By making these small changes, you’re showing your audience that you’re willing to make changes for the better of your company. Without these small refreshes, your company would grow stale. But, by showing that you’re able to keep up with the current times, you’re showing your audience that their interest is more important than your old persona.
In the end, brand refreshes tell audiences that your business is modern and relevant. More importantly, a refresh shows that you’re connected to changes in the industry as well as interests among your target audience.
This forward-thinking will also make it more likely that other businesses will see you as an authority. This is especially if you’re one of the companies that are establishing new trends in the industry.
Many businesses also believe that a bunch of smaller refreshes will lengthen the amount of time until the next rebrand that your company needs to do. So, a company that performs brand refreshes more often is going to save more money over time.
When Is It Time for a Brand Refresh?
Usually, companies opt for a simple brand refresh rather than a complex one. Smaller brand refreshes don’t require as much money, skill, or energy. Plus, there’s less risk in making small changes.
There are a few advantages to making small changes over big ones:
- You can preserve your brand’s current popularity
- You can bring in something new and exciting for customers
- You can make updates to your company without having to fund a complete overhaul of your brand
- You can reach new leads and increase your conversion rate
If a company were to opt for a larger set of changes, it may not be able to continue appealing to its audience. In other words, the business’ audience may not appreciate the changes that the business is making.
With this in mind, there are a few scenarios during which a business should consider a brand refresh:
- If your business is outdated in comparison to other companies in its industry or similar industries
- If your business is no longer following its original goals, missions, and values
- If your business is inconsistent in practices and outcomes
- If your target audience has changed whether slowly over time or quickly
- If your business is growing so much that old procedures aren’t cutting it
If your business falls under one of these scenarios, it may be time for a small change. If not, it may not be time for you to make a change yet.
We should note that brand refreshes should happen every other month. Making small changes shows that you’re up-to-date, but making too many changes could come off as unorganized.
If you’re going to undergo a brand refresh, you want to make sure that you’re doing the refresh for a reason. You shouldn’t do it in any situation. Rather, you should make sure that you and your team have a ‘why.’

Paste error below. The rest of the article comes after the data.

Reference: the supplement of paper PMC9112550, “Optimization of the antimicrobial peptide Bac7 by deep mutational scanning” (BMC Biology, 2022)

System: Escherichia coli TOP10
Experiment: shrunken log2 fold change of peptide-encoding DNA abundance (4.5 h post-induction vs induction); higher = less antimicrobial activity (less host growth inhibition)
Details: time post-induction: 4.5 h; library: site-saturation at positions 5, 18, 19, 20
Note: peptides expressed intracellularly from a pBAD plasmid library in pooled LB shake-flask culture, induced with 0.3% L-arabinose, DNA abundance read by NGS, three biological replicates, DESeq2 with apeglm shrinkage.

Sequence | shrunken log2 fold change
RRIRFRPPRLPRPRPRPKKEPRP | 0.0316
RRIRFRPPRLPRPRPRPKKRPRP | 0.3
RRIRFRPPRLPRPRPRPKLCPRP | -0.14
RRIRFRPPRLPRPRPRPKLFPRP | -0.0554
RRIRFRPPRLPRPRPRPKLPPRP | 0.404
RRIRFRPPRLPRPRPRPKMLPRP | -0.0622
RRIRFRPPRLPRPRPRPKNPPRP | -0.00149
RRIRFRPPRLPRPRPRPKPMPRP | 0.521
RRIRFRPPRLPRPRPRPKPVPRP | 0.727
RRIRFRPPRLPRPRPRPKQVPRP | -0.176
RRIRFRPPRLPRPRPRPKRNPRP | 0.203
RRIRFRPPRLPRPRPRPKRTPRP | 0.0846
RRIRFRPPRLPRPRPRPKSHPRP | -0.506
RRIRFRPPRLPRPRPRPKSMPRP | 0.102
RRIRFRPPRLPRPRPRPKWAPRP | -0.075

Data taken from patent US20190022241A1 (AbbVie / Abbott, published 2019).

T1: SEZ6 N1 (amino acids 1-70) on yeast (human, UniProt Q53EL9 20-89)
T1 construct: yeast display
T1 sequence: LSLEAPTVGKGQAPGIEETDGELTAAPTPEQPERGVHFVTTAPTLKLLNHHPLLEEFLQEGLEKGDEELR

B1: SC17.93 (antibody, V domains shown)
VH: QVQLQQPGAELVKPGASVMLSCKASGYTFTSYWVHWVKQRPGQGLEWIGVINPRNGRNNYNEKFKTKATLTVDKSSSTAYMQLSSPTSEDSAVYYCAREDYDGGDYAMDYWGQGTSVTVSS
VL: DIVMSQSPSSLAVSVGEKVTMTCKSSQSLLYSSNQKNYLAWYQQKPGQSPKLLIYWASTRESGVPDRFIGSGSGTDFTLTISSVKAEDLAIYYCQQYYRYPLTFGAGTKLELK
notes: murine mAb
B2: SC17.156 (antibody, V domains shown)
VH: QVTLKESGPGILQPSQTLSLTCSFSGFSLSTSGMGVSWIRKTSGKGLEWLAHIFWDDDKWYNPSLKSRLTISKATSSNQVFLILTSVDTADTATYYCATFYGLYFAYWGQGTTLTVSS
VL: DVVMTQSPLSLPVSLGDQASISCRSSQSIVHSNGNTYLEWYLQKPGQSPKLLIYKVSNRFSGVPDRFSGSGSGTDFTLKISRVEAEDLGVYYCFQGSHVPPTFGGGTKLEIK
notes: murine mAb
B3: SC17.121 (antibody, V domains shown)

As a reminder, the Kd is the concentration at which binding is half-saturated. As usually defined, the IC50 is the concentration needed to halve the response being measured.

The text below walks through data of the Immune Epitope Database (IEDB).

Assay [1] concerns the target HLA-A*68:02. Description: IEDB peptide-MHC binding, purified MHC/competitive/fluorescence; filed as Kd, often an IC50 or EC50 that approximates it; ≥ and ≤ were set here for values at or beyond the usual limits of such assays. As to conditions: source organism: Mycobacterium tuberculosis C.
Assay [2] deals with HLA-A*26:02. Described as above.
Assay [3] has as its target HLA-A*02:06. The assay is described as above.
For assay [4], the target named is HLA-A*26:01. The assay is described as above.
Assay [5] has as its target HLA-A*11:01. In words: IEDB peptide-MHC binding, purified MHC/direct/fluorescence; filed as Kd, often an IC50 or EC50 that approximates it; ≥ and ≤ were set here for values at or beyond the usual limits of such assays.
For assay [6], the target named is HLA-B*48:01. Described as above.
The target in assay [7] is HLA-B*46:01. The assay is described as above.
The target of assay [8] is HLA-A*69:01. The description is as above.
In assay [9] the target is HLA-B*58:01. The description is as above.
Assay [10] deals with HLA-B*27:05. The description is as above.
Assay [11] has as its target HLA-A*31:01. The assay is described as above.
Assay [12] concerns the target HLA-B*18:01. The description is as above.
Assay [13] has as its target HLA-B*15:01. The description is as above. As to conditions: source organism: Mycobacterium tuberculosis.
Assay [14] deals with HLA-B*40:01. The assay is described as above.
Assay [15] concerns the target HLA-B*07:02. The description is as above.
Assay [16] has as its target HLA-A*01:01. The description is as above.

With your ‘why,’ your team can create goals that can help guide the brand refresh. Without these guides, your business may be making small changes too much.
How Can I Make a Brand Refresh Strategy?
Brand refreshes are much easier to plan and execute. You don’t need to hire any analysts or consultants. Brand refreshes only involve a little bit of research.
More specifically, your team needs to look at your business’ competitors, review the kind of change(s) that your business wants to make and create a creative plan for the refresh.
A brand refresh shouldn’t take everything out of your team. And, there shouldn’t be much planning involved.
Of course, your team needs to create a strong plan. But, they shouldn’t go overboard with changing things around.
A brand refresh shouldn’t change the underlying structure of a business. So, if your team is doing more than changing surface-level details, you’re doing too much.
Once your team decides on a couple of small details to tweak, they can get started with developing a proper strategy.
As we said, your team needs to research before they start implementing anything. You need to anticipate anything and everything that could come about because of the change.
As you’re conducting research, you need to look at your place in the market, your place concerning competitors, and how your changes could affect your business. The more information you gather, the better the refresh will be.
You should always keep one eye on the competition. By looking at past refreshes that competitors have done, you can decide whether or not your team should go forward with the changes.
You should also pay attention to the greater industry. You can look at upcoming trends, popular changes, and more.
Remember, you don’t necessarily have to make the same changes as other companies. But, you can learn a lot based on how those businesses’ audiences reacted to the changes.
If your company is undergoing a brand refresh, your team is likely considering a visual change as well. Your team may be updating the logo or changing the colors.
Even if your team isn’t planning on changing any visuals, you should still take a look at them. This includes examining your logo, your color pallet, your fonts, your photographs, your social media guides, your website design, and more.
After looking at trends in the industry, you may find that you need to make a small update. As you’re making these changes, you should stray away from copying other companies in the industry.
Lastly, your team should look at your business’s tone of voice. Visuals are important, but the way that you’re interacting with customers may matter even more.
Take the time to sit down and look at the personality of your business. You may want to adjust the tone of your voice to better fit today’s audience.
Starting Your Company Makeover
Distinguishing rebranding vs brand refresh is easy. At least, we hope it is after reading all of this information about it.
Whether your company decides to do a rebrand or a refresh, you can count on us.
Our team can help you make the most of any changes that you’re making. Check out our services today.